Highlights of Shawnee Mission North WR Tyler Burnett from 2014
He was a new father, with an 11-month-old daughter.
A celebrated athlete at Shawnee Mission North, he graduated in 2016.
Tyler Burnett died of cancer Sunday at age 20.
Burnett had received the diagnosis of stage 4 clear-cell sarcoma in June, according to his family.
It came as a surprise to Burnett and his family, who initially went to an urgent care clinic after Burnett complained of stomach pain.
He was treated for stomach ulcers, but after multiple visits to the emergency room, technicians found unknown masses around his lungs in C-scans, Burnett said on social media this June. The discovery led to a series of tests that revealed he had sarcoma.
He held on to a fighting spirit until his last minutes, his parents said Monday.
“He was very impatient,” John Burnett said. “He didn’t want to talk about it. He just wanted to do it. He knew he had lost a lot of time by not knowing.”
A compassionate child who loved to dance, Burnett grew up making his family members laugh.
“He was very funny, the life of the party,” his mother, Rachelle Burnett, said. “Anything he could do to lighten the room.”
At school he enjoyed a social skills class that allowed him to work with his special needs classmates.
“He had expressed to me several times was his dream job was to be a trainer for special Olympics,” John Burnett said.
A natural athlete, Burnett played multiple sports for Shawnee Mission North High School.
He was a varsity letter-winner in both football and baseball, both of which he played for four years. He played a year of varsity basketball as a sophomore.
Shawnee Mission North assistant football coach Aaron Sawyer said Burnett was a talented wide receiver and a kid who you “never worried about doing the right thing.”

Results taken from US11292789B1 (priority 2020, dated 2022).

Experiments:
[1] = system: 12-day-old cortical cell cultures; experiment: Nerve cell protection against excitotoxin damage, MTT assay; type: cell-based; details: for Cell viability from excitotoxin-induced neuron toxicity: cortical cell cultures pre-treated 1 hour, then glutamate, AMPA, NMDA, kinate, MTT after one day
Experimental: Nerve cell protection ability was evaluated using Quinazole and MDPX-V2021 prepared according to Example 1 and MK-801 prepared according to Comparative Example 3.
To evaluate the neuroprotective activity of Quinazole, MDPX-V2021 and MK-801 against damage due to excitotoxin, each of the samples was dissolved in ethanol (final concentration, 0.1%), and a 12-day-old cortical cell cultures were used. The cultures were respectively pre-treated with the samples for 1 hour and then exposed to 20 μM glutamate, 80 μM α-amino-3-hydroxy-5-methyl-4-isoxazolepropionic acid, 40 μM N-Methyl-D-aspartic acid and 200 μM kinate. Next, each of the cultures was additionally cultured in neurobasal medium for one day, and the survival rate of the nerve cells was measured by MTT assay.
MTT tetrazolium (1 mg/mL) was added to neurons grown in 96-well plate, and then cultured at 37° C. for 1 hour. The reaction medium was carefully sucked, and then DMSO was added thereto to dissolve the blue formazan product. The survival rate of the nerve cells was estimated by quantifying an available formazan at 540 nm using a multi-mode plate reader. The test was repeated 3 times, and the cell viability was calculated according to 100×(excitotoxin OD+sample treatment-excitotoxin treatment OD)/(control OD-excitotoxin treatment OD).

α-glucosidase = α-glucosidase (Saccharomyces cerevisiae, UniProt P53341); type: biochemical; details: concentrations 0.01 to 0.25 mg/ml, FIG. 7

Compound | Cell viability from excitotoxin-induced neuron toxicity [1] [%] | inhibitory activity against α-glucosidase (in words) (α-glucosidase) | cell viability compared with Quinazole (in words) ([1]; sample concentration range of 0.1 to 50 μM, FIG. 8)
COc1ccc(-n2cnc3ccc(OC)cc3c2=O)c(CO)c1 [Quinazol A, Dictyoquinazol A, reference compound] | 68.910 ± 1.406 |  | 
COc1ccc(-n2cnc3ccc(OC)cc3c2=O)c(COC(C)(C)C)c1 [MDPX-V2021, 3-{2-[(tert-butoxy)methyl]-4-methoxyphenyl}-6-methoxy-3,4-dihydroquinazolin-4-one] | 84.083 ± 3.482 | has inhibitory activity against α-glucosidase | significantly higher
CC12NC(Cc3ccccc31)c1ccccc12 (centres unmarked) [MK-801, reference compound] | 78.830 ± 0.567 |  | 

He decided to run track his senior year to prepare for college football, Sawyer said. He attacked the new sport with the same focus he brought to football, Sawyer said.
“He knew when he crossed the white line, he was prepared to go,” Sawyer said. “And he was prepared to make his teammates better.”
That toughness fueled his athletic success, but it may have also played a role in masking early signs of cancer, his family told The Star. Doctors said they believe that Burnett’s cancer likely began growing his sophomore year of high school.
Pain that Burnett experienced in his feet, hips and back would have been chalked up to sports.
After graduation in 2016, Burnett played football for Central College in Pella, Iowa . But after a concussion, he decided to quit football and returned home to attend community college.
Soon after, he learned he and his girlfriend, Alaina Beall, were expecting a baby girl.
Marlee, now 11 months old, was born on Oct. 2, 2017. Burnett put college on hold and started a job with a company that installs technology systems in homes to support his family.
“We don’t know what the reason is that Tyler gained this illness and ultimately didn’t survive it,” Rachelle Burnett said. “But now we have Marlee. If he wouldn’t have come home, we wouldn’t have Marlee to continue his spirit.”
One particularly difficult day, Burnett became unresponsive and a rapid response team worked to stabilize him. It wasn’t until his girlfriend brought Marlee into the room and said “Dada” that Burnett’s eyes opened, his head turned and he lifted his arms to reach for her, his mother said.
Burnett’s tissue will be donated to the drug company that is working on clinical trial treatments. His story will be shared at national oncology conference to showcase the importance of getting genome testing to help target treatment for cancer patients.
And on Sept. 23, a day before what would have been his 21st birthday, more than 60 people will walk to raise money for sarcoma research at the inaugural Race to Cure Sarcoma Kansas City walk, Rachelle Burnett said.
Rachelle Burnett said she witnessed her son’s strength until the very end.
Early Sunday morning, Burnett motioned for his parents to help him to the restroom. He had been bedridden for days and struggled to get enough air to speak.
As his parents helped him, his mother said, he whispered to them in the “softest voice.”
“Where there’s a will,” he said. “There’s a way.”
He died at 10:30 a.m. that morning.
Visitation for Tyler Burnett will be from 5 p.m. to 8 p.m. Sept 13 at the Maple Hill Funeral Home, 3300 Shawnee Drive in Kansas City, Kansas. A Celebration of Life will begin at 2 p.m. Sept. 14 at the funeral home.